One Sunday, Ruth told Leisman — perhaps to cheer him up because he, too, had no visitors — that he hadn’t seen his father in 10 years. From the time of his mother’s death until February 27, 1914, when Jack Dunn fetched him to play for the Baltimore Orioles and became his legal guardian, Ruth received no visitors. “Obviously, Daddy never held it against his father, because as soon as he had money to buy his father a bar he did,” Julia said. “He even went and helped out.”
The only known photograph of father and son was taken at the saloon Ruth purchased for Ruth, the elder during the winter of 1915-1916. “It’s now the Goddess strip club,” Tom said.
The bar is decked out for the holidays. Christmas balls and tinsel dangle from the tin ceiling, the festive effect augmented by the reflection on the bar behind which Babe and his father stand. A gleaming punch bowl and empty glasses await the evening crowd. There is only one patron, a black waiter, a barman, and a dog perched on a wooden chair near a raw bar.
Although father and son are identically attired — striped shirts, black vests, unblemished aprons tied about their waists — accentuating the familial similarity, they stand apart. The father, grim, unsmiling, unused to being photographed unlike his burgeoning son, dominates the foreground, a lit cigar burning between the index and middle fingers of his left hand. A dead, stuffed animal, teeth bared, is mounted on the wall behind his head. The photo was sold at auction in 1998 for $14,914.
“He was not one to hold a grudge,” Julia said of Babe. “He was sorry his father died the way he did, trying to stop a fight outside the bar.”
On Saturday afternoon, August 24, 1918, Ruth beat the St. Louis Browns 3-1 at Fenway Park. While he was scattering five hits in Boston, an altercation between two of his father’s new brothers-in-law, relations of his second wife, began in the bar. That evening, George Ruth Sr. followed one of the combatants outside to the curb. Blows were exchanged; one found his left temple, causing George Ruth Sr. to hit his head against the sidewalk. He died the next day at University Hospital. An inquest exonerated his brother-in-law, ruling that he had acted in self-defense.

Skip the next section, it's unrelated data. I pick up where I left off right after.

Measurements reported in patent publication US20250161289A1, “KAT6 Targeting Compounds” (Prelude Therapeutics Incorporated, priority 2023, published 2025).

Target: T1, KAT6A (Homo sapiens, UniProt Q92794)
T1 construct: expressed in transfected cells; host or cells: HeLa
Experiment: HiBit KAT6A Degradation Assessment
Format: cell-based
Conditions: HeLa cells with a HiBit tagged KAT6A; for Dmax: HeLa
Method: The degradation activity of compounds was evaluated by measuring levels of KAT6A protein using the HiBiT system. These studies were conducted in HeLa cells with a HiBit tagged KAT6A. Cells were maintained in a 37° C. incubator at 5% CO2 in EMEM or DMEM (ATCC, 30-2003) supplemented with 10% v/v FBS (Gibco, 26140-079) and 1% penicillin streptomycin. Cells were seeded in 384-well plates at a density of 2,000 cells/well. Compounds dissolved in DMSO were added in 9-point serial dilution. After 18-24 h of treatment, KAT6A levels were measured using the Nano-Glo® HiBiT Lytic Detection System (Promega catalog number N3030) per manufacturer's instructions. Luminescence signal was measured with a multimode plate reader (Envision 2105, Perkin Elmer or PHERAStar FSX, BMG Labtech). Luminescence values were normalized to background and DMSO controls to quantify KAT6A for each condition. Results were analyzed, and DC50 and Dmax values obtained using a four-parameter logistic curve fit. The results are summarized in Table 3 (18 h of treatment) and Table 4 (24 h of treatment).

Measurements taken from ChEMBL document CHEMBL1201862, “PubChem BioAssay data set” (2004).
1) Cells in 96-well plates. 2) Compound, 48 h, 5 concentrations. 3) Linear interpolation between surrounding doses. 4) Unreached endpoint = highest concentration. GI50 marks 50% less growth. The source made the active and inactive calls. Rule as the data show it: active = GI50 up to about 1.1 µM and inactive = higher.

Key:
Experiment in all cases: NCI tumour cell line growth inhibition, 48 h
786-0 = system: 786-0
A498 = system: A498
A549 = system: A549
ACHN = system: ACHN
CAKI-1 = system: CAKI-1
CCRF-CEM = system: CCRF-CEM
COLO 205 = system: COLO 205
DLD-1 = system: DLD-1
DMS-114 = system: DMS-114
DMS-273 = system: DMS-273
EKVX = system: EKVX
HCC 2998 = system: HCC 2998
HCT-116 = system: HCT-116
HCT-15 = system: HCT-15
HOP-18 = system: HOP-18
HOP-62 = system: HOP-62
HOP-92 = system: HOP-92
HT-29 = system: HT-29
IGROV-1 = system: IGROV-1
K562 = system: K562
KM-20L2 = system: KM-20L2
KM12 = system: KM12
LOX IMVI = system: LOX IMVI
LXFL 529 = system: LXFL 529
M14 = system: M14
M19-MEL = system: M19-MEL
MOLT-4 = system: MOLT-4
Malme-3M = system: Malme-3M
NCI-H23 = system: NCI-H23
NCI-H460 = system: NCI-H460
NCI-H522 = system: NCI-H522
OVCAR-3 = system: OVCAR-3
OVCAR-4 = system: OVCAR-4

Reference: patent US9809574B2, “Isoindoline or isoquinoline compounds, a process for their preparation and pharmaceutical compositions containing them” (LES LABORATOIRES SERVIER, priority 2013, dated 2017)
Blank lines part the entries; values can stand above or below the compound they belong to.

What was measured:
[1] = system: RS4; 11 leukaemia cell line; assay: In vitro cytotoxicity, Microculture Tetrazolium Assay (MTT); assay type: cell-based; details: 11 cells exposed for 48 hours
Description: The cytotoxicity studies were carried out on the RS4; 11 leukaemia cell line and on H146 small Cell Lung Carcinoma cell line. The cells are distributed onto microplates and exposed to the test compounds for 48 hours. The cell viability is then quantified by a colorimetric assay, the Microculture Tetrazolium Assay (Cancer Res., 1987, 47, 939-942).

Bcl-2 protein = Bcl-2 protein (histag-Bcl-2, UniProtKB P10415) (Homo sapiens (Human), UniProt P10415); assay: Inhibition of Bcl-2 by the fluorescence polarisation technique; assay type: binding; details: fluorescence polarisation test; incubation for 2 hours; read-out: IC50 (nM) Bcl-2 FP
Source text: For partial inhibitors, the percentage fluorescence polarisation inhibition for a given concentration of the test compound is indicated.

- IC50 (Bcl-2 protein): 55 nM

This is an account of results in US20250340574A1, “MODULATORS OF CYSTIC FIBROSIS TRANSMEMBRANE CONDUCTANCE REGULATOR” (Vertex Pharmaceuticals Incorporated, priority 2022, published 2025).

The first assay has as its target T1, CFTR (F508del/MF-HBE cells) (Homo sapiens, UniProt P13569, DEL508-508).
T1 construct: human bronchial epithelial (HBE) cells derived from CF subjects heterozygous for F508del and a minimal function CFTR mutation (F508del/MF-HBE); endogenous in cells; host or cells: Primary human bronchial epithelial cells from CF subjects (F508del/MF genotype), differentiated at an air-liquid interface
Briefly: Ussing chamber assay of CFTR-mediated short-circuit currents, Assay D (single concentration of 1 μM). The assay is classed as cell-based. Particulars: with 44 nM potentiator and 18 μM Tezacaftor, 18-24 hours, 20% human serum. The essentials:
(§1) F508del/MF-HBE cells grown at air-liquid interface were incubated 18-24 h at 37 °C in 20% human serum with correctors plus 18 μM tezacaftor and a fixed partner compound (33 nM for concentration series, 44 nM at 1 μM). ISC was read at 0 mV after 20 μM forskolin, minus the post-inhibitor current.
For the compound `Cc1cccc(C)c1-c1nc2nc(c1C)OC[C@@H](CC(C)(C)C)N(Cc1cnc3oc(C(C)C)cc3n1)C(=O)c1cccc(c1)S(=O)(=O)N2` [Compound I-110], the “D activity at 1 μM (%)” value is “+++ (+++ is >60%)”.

George Ruth Sr. was buried in Loudon Park National Cemetery, less than a mile from St. Mary’s Industrial School, beneath an impressive granite stone identifying him as “Beloved husband of Martha E.”
His father’s death severed any umbilical connection to Baltimore and the unhappy child he had been there. The racial epithets — and rumors about Ruth’s ethnicity — would follow him throughout his major league career. After the Giants swept the Yankees in the 1922 World Series, Ruth stormed into the opposing locker room and confronted the loudest of his tormenters, Johnny Rawlings. “You can call me a dick and you can call me a cocksucker,” Ruth said, according to biographer Robert Creamer. “Just don’t get personal.”
Race was a subtext in the one-month suspension handed down by baseball commissioner Kenesaw Mountain Landis that spring after Ruth’s unsanctioned offseason barnstorming tour, which included games against Negro League teams. In 1934, he would invite Bill “Bojangles” Robinson, part owner of the New York Black Yankees, into the Yankee clubhouse at Yankee Stadium, making him the first black guest to cross that threshold. Robinson would be an honorary pallbearer at The Babe’s funeral. “Joe Louis invited him up to his training camp in the Catskills to thank him for what he did for racial relations,” Julia said.
But St. Mary’s and Brother Matthias remained recipients of his largesse. He bought “Big Matt” automobiles and raised funds to help rebuild the school when it was gutted by fire.
Today, the field on which Babe Ruth became Babe Ruth sits abandoned, its future in jeopardy, as Richard Sandomir reported last year in the New York Times. Cardinal Gibbons High School, which occupied the site after St. Mary’s closed in 1950, was shuttered at the end of the 2010 academic year. The Archdiocese allowed a group of parents and alumni to open the gym one day last winter for a charity basketball game to raise money for the children of a deceased coach. The heat was not turned on.
The only remaining evidence of The Babe is a tile mosaic hanging above the counter in the abandoned snack bar. There he stands, at home plate, in Yankee gray, his pinstriped body corkscrewed in the aftermath of contact — bat on shoulder, chin up, gazing at the flight of an unseen ball.
“I’m as proud of it as any Harvard man is proud of his school, and to get crude for a moment, I will be happy to bop anybody on the beezer who speaks ill of it,” Ruth told Considine.